Boots and backpack are the most important tramping gear. Until the 1940s, boots in New Zealand were heavy, leather-soled and hobnailed. In the 1950s moulded rubber replaced leather soles, but boots remained heavy. By the 2000s lightweight synthetic and leather types were popular. Puttees or gaiters (canvas leggings) are often worn over boots and socks to keep out keep out mud and stones.
Packs evolved in the 1940s and 1950s from frameless sacks (nicknamed ‘kidney rotters’) to European-designed frame packs. New Zealanders started making A-frame and H-frame packs to suit local conditions in the 1960s. Packs such as the Mountain Mule, with an external lightweight metal frame, were an improvement but still relatively heavy.
Macpac, a Christchurch company, developed the Torre Egger pack in the 1970s. Its innovative internal frame had aluminium rods sewn into the pack to keep it rigid. It also featured a new harness system in which the pack straps were padded. These features were soon copied by overseas manufacturers, and have become a standard design. Improved designs and lightweight materials have made pack-carrying more comfortable.
Warm clothes are essential as New Zealand’s weather is extremely changeable. In the early 1900s men wore woollen trousers and suit jackets. Social pressure meant that women had to wear impractical skirts, to conceal trousers or riding breeches beneath. By the 1930s more comfortable baggy shorts and woollen shirts were being worn by both sexes. Men’s bush shirts (also known by the brand name Swanndri) and black woollen shearers’ singlets were popular between the 1950s and 1980s.
In the 1970s nylon shorts appeared, allowing freedom of movement and quick drying. After that synthetic but heat-retaining materials such as polypropylene and polar fleece largely replaced wool. Wool enjoyed a revival in the 1990s in the form of very fine merino garments.
Girls in shorts
In the late 1920s female trampers faced a challenge finding suitable clothing:
‘Tramping was then regarded as a disreputable hobby and trampers as queer cranks or of a rough type [and] shorts were unheard of … But tramping is not walking and freedom of movement is essential. In 1929 one brave girl – Lou Coakley – appeared in a pair of her brother’s football shorts. Within a year or so, most of the girls were wearing shorts.’ 1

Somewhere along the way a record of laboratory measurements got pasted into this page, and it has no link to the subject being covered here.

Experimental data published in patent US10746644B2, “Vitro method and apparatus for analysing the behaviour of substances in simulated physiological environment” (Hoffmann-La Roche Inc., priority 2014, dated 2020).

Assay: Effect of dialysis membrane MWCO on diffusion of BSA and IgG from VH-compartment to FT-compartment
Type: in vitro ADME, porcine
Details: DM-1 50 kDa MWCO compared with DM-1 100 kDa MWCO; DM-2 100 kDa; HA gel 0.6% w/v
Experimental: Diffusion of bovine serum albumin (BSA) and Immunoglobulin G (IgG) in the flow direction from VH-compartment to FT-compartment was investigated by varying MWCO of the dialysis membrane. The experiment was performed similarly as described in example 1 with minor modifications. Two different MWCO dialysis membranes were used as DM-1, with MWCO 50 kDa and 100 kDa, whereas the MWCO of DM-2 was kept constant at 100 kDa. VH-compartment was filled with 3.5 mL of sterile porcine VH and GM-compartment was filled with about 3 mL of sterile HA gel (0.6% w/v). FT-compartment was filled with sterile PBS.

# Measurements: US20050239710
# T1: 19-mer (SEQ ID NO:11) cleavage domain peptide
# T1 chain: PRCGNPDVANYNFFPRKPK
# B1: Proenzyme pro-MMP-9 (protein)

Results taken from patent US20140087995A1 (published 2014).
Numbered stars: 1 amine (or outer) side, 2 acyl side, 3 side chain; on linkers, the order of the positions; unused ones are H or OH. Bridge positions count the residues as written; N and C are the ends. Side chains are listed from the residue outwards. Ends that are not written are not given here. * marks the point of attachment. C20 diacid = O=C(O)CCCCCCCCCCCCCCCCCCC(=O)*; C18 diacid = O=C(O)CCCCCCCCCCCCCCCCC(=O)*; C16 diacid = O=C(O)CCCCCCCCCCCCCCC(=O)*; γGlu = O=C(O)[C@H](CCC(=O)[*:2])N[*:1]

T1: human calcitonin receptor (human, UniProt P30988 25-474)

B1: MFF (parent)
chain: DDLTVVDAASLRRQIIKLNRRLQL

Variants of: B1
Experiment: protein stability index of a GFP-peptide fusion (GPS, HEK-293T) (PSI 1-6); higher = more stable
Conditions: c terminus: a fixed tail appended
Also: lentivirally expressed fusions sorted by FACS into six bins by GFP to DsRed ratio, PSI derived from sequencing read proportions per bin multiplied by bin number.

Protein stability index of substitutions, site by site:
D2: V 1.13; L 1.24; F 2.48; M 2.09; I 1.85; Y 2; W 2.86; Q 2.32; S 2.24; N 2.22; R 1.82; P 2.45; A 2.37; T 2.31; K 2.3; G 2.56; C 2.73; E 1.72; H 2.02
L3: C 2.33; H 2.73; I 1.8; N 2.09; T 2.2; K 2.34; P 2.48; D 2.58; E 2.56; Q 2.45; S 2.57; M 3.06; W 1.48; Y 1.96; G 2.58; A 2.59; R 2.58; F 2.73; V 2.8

Oiled canvas rainwear known as Japara was the standard material for jackets for decades. Plastic (PVC) parkas, popular from the 1970s, kept the rain out but allowed condensation to form. High-tech synthetics such as Gore-Tex, which claims to be impermeable yet breathable, are now popular.
Before the Second World War topographic maps covered only part of the country. National coverage at a scale of an inch to a mile began in the 1940s, but was not completed until the 1970s. Early maps often did not show tracks, or placed them inaccurately.
Maps at a 1:50,000 scale now cover the entire country, with 20-metre contour intervals. They are prepared from aerial photographs, but as tracks are often not visible they are identified with the help of trampers. With vastly improved accuracy, topographical maps are the tramper’s essential companion.
Tramping food must be light, and high in calories. Most people carry staples such as oats for porridge, bread for lunches and pasta, beans and rice for main meals. Dehydrated foods, chocolate and nuts are also useful.
Food is so important that the Federated Mountain Club’s Bulletin has for many years featured Uncle Jacko’s Cookery Column, in which trampers share culinary tips, as well as opinions on tramping gear.
Food should also cook quickly (to save fuel). In the 1960s it was common to carry an axe, and meals were often prepared on open fires. By the 2000s most trampers used lightweight stoves fuelled by gas or white spirits.